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Chasing Rainbows: Photographing Australia’s Birds

Gunlom Falls, the sign said, pointing down a dusty stretch of washboard road as bad as I’ve ever seen. At the end of that outback track stood a patch of monsoon forest watered by a cascade pouring off the rocky Arnhem Plateau—my final chance to photograph one of northern Australia’s most elusive endemic birds, the Rainbow Pitta.

Two weeks earlier I’d flown into Darwin, Northern Territory’s steamy capital, with my husband Peter, on the first leg of a three-month trip down under. Our first destination was the wild and beautiful Kakadu National Park. For fun, I had set myself a challenge: to photograph the three Australian birds whose names include the word “rainbow”—the Rainbow Lorikeet, Rainbow Bee-eater, and Rainbow Pitta. The first two would turn out to be easy. We’d already found Rainbow Lorikeets— little multicolored parrots that visit gardens, parks, and campgrounds in chattering flocks, clinging upside down to lick nectar from flowers—in Sydney, our port of entry. But the search for the shy pitta, found only in Australia’s tropical far north, would become an obsession. With rainbow #1 already in the bag, we set off.

Howard Springs Nature Park, east of Darwin, was supposedly a sure thing for the pitta. Listen for its whistle, we were told. It sounds like walk-to-work. Off in the distance, we heard the call, but as we followed it into the forest the bird remained a shadowy presence, always just ahead, hidden in the dense foliage.

The afternoon waned, our enthusiasm flagged, and we headed for the parking lot. Right in front of us Rainbow Number 2 appeared: colorful Rainbow Bee-eaters swooping through the air chasing insects in typical bee-eater fashion. We watched, captivated, as they came down to dust-bathe on the ground, shuffling and shimmying around in the dust to clean their feathers.

Next stop was Fogg Dam, and there was the Rainbow Pitta again, taunting us with its walk-to-work call. But it was unwilling to come within camera range, even when we played a recording of its voice. Onward to Kakadu to enjoy other birds.

Now here we were, almost at the end of our trip, and still no photographs of Rainbow Number 3. There was nothing for it but to tackle that bone-jarring road. An hour later we pulled into the campground and headed into the forest. Binoculars at the ready, we wandered the trails, alert to every sound and every flutter of wings. But not one pitta did we find, and as dusk fell my mood turned as gloomy as the darkening forest.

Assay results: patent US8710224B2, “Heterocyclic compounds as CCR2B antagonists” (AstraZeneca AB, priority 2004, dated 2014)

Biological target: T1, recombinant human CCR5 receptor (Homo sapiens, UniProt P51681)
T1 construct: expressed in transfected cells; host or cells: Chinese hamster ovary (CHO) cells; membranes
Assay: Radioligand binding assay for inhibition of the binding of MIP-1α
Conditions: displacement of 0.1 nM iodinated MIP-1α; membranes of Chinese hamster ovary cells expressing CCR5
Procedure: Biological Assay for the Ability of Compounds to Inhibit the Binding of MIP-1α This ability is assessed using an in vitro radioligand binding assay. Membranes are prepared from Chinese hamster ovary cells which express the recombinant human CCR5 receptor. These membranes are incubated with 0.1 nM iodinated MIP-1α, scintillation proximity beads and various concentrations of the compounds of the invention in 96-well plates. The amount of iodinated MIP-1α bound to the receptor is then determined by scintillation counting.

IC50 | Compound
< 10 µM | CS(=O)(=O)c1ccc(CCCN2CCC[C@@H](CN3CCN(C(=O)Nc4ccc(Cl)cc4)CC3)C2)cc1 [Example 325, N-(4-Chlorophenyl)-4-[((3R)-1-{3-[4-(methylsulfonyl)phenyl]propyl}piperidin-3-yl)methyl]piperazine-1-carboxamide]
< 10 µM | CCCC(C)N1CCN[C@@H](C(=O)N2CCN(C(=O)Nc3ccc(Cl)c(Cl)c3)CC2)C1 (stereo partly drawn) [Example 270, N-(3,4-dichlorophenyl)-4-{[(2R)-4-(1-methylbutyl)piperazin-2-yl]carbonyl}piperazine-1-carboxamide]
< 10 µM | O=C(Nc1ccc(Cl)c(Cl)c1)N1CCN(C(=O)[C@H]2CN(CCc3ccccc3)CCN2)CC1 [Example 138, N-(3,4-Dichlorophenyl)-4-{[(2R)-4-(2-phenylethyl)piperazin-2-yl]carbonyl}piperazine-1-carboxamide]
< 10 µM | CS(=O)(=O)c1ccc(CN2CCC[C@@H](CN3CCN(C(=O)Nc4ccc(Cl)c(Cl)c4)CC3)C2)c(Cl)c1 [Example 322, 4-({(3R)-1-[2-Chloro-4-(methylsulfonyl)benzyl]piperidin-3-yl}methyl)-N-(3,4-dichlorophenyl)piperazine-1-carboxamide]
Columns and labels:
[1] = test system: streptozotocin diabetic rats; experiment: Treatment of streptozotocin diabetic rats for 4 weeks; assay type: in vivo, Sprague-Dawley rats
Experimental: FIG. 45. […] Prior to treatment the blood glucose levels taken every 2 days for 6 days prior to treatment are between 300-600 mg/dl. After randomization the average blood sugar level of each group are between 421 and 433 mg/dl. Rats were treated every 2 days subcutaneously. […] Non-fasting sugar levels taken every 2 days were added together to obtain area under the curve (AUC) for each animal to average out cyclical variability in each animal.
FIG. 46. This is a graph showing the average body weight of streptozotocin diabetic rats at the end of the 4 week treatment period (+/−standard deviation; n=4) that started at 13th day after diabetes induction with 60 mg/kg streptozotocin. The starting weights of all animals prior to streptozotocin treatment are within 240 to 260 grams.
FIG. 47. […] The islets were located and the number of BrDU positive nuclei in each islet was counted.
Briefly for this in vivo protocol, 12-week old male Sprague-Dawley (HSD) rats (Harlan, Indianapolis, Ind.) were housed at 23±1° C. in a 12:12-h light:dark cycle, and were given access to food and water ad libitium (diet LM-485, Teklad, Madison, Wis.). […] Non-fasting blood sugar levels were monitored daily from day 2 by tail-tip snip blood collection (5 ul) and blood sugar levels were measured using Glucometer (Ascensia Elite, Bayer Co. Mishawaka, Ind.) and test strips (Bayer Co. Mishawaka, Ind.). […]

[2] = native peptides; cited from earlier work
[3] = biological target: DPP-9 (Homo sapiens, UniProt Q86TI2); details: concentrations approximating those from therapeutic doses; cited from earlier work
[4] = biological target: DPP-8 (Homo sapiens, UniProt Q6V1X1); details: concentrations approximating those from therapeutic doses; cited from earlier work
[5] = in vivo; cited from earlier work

The deep pool at the base of the falls looked cool and inviting, so later on we skinny-dipped by the light of the moon, and I tried to let go of my disappointment. “Lighten up,” cajoled Peter. “You can’t always get what you want.” Ah, yes, that good old Rolling Stones song. How many times I’d sung it to myself in the past to remind me that it’s fine to have high expectations, but sometimes you simply have to lower the bar.

Next morning we vainly tried the forest one final time, then left for Darwin. Near the outskirts of the city was a sign: Territory Wildlife Park. We had heard about this well-known tourist spot, and we had all afternoon—why not stop in for a look?

We mingled with the requisite tame kangaroos and wallabies and stood eye-to-eye with Emus, then noticed the aviaries where various native habitats had been recreated—mangrove forest, freshwater wetland, monsoon forest—complete with the appropriate live plants and birdlife. From one of them came a familiar sound: walk-to-work. And there, not 10 feet away behind a glass wall, was a Rainbow Pitta. What luck! I pushed my camera lens against the glass to avoid reflections, and snapped away. Forget my snobbish aversion to photographing captive birds—I wasn’t about to miss this chance! Finally, Rainbow Number 3.

Next thing I knew there was a tap on my shoulder: “Excuse me, but it’s past five o’clock, and we’re supposed to be closed.” I had lost track of time. Apologizing, I walked past the park staff waiting patiently for me, the last visitor to leave. Unable to suppress a smile, I began to sing to myself, “You can’t always get what you want, but if you try sometimes, you just might find, you get what you need.”

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American Kestrel by Blair Dudeck / Macaulay Library

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